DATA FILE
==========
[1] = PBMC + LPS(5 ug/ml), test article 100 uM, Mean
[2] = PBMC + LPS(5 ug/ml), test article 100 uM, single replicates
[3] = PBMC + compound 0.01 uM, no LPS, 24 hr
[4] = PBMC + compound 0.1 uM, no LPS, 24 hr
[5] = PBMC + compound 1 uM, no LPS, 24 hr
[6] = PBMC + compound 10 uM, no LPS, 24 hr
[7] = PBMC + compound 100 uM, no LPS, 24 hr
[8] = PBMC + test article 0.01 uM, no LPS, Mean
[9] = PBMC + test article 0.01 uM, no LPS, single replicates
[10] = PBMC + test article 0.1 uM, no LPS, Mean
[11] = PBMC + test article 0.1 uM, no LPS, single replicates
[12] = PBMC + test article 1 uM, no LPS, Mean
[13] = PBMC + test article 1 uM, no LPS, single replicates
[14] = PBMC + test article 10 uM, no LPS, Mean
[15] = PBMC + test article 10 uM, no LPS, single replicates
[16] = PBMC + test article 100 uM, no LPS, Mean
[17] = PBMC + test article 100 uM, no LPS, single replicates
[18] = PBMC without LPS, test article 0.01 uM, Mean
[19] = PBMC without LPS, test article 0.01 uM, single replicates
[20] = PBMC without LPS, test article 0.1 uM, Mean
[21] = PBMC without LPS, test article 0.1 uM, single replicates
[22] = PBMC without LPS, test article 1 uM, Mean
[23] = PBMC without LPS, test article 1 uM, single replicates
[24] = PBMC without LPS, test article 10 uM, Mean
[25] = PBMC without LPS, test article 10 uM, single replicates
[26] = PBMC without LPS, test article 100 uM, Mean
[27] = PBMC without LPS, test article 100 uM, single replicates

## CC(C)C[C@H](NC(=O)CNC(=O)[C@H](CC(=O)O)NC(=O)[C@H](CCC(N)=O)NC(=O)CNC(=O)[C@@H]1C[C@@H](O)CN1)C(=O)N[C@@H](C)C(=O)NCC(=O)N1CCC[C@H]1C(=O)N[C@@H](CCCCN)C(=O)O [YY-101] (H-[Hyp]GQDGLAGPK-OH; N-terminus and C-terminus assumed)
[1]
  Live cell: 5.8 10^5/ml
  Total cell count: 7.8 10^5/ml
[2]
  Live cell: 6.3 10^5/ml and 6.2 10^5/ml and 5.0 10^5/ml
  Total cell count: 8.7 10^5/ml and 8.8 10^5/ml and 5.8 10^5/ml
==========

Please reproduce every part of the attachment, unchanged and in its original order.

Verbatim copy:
[1] = PBMC + LPS(5 ug/ml), test article 100 uM, Mean
[2] = PBMC + LPS(5 ug/ml), test article 100 uM, single replicates
[3] = PBMC + compound 0.01 uM, no LPS, 24 hr
[4] = PBMC + compound 0.1 uM, no LPS, 24 hr
[5] = PBMC + compound 1 uM, no LPS, 24 hr
[6] = PBMC + compound 10 uM, no LPS, 24 hr
[7] = PBMC + compound 100 uM, no LPS, 24 hr
[8] = PBMC + test article 0.01 uM, no LPS, Mean
[9] = PBMC + test article 0.01 uM, no LPS, single replicates
[10] = PBMC + test article 0.1 uM, no LPS, Mean
[11] = PBMC + test article 0.1 uM, no LPS, single replicates
[12] = PBMC + test article 1 uM, no LPS, Mean
[13] = PBMC + test article 1 uM, no LPS, single replicates
[14] = PBMC + test article 10 uM, no LPS, Mean
[15] = PBMC + test article 10 uM, no LPS, single replicates
[16] = PBMC + test article 100 uM, no LPS, Mean
[17] = PBMC + test article 100 uM, no LPS, single replicates
[18] = PBMC without LPS, test article 0.01 uM, Mean
[19] = PBMC without LPS, test article 0.01 uM, single replicates
[20] = PBMC without LPS, test article 0.1 uM, Mean
[21] = PBMC without LPS, test article 0.1 uM, single replicates
[22] = PBMC without LPS, test article 1 uM, Mean
[23] = PBMC without LPS, test article 1 uM, single replicates
[24] = PBMC without LPS, test article 10 uM, Mean
[25] = PBMC without LPS, test article 10 uM, single replicates
[26] = PBMC without LPS, test article 100 uM, Mean
[27] = PBMC without LPS, test article 100 uM, single replicates

## CC(C)C[C@H](NC(=O)CNC(=O)[C@H](CC(=O)O)NC(=O)[C@H](CCC(N)=O)NC(=O)CNC(=O)[C@@H]1C[C@@H](O)CN1)C(=O)N[C@@H](C)C(=O)NCC(=O)N1CCC[C@H]1C(=O)N[C@@H](CCCCN)C(=O)O [YY-101] (H-[Hyp]GQDGLAGPK-OH; N-terminus and C-terminus assumed)
[1]
  Live cell: 5.8 10^5/ml
  Total cell count: 7.8 10^5/ml
[2]
  Live cell: 6.3 10^5/ml and 6.2 10^5/ml and 5.0 10^5/ml
  Total cell count: 8.7 10^5/ml and 8.8 10^5/ml and 5.8 10^5/ml